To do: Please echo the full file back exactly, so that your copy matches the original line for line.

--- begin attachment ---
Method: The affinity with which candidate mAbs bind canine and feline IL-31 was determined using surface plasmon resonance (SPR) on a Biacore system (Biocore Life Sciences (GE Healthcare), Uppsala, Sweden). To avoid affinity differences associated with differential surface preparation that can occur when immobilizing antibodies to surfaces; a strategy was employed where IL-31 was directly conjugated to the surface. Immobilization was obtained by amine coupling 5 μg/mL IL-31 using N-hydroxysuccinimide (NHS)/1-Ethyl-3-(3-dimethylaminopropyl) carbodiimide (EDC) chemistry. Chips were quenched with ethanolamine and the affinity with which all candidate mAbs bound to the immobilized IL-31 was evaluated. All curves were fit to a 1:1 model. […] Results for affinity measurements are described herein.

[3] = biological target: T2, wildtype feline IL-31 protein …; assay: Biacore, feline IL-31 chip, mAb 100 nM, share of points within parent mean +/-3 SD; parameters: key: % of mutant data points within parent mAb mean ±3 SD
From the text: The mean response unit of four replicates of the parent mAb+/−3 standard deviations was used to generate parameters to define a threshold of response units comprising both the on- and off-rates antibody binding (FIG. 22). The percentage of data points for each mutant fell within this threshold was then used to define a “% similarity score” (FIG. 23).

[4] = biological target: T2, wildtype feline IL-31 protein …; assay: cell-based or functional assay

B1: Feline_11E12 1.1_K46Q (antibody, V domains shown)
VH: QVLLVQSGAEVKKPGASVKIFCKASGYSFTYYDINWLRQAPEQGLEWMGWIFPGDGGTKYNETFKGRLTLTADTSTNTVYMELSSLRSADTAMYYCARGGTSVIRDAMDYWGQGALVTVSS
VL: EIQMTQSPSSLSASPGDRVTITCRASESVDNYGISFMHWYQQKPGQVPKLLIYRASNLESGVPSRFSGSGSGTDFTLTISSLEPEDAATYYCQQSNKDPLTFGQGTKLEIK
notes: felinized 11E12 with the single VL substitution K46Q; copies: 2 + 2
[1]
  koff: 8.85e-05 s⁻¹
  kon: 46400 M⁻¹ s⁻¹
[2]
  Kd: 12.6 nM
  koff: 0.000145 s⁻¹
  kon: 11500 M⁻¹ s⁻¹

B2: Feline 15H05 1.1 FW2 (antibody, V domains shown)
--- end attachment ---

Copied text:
Method: The affinity with which candidate mAbs bind canine and feline IL-31 was determined using surface plasmon resonance (SPR) on a Biacore system (Biocore Life Sciences (GE Healthcare), Uppsala, Sweden). To avoid affinity differences associated with differential surface preparation that can occur when immobilizing antibodies to surfaces; a strategy was employed where IL-31 was directly conjugated to the surface. Immobilization was obtained by amine coupling 5 μg/mL IL-31 using N-hydroxysuccinimide (NHS)/1-Ethyl-3-(3-dimethylaminopropyl) carbodiimide (EDC) chemistry. Chips were quenched with ethanolamine and the affinity with which all candidate mAbs bound to the immobilized IL-31 was evaluated. All curves were fit to a 1:1 model. […] Results for affinity measurements are described herein.

[3] = biological target: T2, wildtype feline IL-31 protein …; assay: Biacore, feline IL-31 chip, mAb 100 nM, share of points within parent mean +/-3 SD; parameters: key: % of mutant data points within parent mAb mean ±3 SD
From the text: The mean response unit of four replicates of the parent mAb+/−3 standard deviations was used to generate parameters to define a threshold of response units comprising both the on- and off-rates antibody binding (FIG. 22). The percentage of data points for each mutant fell within this threshold was then used to define a “% similarity score” (FIG. 23).

[4] = biological target: T2, wildtype feline IL-31 protein …; assay: cell-based or functional assay

B1: Feline_11E12 1.1_K46Q (antibody, V domains shown)
VH: QVLLVQSGAEVKKPGASVKIFCKASGYSFTYYDINWLRQAPEQGLEWMGWIFPGDGGTKYNETFKGRLTLTADTSTNTVYMELSSLRSADTAMYYCARGGTSVIRDAMDYWGQGALVTVSS
VL: EIQMTQSPSSLSASPGDRVTITCRASESVDNYGISFMHWYQQKPGQVPKLLIYRASNLESGVPSRFSGSGSGTDFTLTISSLEPEDAATYYCQQSNKDPLTFGQGTKLEIK
notes: felinized 11E12 with the single VL substitution K46Q; copies: 2 + 2
[1]
  koff: 8.85e-05 s⁻¹
  kon: 46400 M⁻¹ s⁻¹
[2]
  Kd: 12.6 nM
  koff: 0.000145 s⁻¹
  kon: 11500 M⁻¹ s⁻¹

B2: Feline 15H05 1.1 FW2 (antibody, V domains shown)